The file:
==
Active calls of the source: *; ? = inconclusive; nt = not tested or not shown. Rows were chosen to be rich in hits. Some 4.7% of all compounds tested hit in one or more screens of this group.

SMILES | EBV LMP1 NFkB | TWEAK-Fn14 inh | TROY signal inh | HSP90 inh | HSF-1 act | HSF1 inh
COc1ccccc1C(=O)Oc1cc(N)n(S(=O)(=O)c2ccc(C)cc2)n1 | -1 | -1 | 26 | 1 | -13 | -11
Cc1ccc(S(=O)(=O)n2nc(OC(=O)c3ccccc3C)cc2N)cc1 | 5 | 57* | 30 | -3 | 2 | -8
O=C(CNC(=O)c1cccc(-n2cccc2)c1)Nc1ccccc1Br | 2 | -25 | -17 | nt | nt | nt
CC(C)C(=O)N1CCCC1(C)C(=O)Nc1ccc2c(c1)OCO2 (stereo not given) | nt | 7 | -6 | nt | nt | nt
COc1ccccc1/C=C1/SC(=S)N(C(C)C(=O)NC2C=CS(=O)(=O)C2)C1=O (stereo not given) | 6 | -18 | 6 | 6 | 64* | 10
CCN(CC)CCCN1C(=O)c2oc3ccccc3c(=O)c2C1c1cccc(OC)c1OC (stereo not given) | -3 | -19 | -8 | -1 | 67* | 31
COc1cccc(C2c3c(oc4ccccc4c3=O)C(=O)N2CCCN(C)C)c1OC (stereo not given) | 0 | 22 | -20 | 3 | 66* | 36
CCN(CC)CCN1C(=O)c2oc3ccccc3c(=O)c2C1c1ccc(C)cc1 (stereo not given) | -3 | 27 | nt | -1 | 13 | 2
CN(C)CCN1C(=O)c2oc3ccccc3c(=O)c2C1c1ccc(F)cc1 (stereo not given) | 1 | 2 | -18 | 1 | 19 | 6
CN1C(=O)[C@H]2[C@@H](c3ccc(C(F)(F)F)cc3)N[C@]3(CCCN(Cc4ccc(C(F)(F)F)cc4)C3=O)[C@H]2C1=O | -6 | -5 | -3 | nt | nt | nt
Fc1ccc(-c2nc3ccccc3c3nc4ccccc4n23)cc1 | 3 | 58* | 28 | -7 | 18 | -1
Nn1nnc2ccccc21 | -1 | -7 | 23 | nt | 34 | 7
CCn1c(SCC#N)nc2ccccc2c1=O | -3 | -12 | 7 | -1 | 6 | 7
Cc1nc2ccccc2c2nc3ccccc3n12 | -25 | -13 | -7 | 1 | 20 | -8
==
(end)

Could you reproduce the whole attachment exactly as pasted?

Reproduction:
Active calls of the source: *; ? = inconclusive; nt = not tested or not shown. Rows were chosen to be rich in hits. Some 4.7% of all compounds tested hit in one or more screens of this group.

SMILES | EBV LMP1 NFkB | TWEAK-Fn14 inh | TROY signal inh | HSP90 inh | HSF-1 act | HSF1 inh
COc1ccccc1C(=O)Oc1cc(N)n(S(=O)(=O)c2ccc(C)cc2)n1 | -1 | -1 | 26 | 1 | -13 | -11
Cc1ccc(S(=O)(=O)n2nc(OC(=O)c3ccccc3C)cc2N)cc1 | 5 | 57* | 30 | -3 | 2 | -8
O=C(CNC(=O)c1cccc(-n2cccc2)c1)Nc1ccccc1Br | 2 | -25 | -17 | nt | nt | nt
CC(C)C(=O)N1CCCC1(C)C(=O)Nc1ccc2c(c1)OCO2 (stereo not given) | nt | 7 | -6 | nt | nt | nt
COc1ccccc1/C=C1/SC(=S)N(C(C)C(=O)NC2C=CS(=O)(=O)C2)C1=O (stereo not given) | 6 | -18 | 6 | 6 | 64* | 10
CCN(CC)CCCN1C(=O)c2oc3ccccc3c(=O)c2C1c1cccc(OC)c1OC (stereo not given) | -3 | -19 | -8 | -1 | 67* | 31
COc1cccc(C2c3c(oc4ccccc4c3=O)C(=O)N2CCCN(C)C)c1OC (stereo not given) | 0 | 22 | -20 | 3 | 66* | 36
CCN(CC)CCN1C(=O)c2oc3ccccc3c(=O)c2C1c1ccc(C)cc1 (stereo not given) | -3 | 27 | nt | -1 | 13 | 2
CN(C)CCN1C(=O)c2oc3ccccc3c(=O)c2C1c1ccc(F)cc1 (stereo not given) | 1 | 2 | -18 | 1 | 19 | 6
CN1C(=O)[C@H]2[C@@H](c3ccc(C(F)(F)F)cc3)N[C@]3(CCCN(Cc4ccc(C(F)(F)F)cc4)C3=O)[C@H]2C1=O | -6 | -5 | -3 | nt | nt | nt
Fc1ccc(-c2nc3ccccc3c3nc4ccccc4n23)cc1 | 3 | 58* | 28 | -7 | 18 | -1
Nn1nnc2ccccc21 | -1 | -7 | 23 | nt | 34 | 7
CCn1c(SCC#N)nc2ccccc2c1=O | -3 | -12 | 7 | -1 | 6 | 7
Cc1nc2ccccc2c2nc3ccccc3n12 | -25 | -13 | -7 | 1 | 20 | -8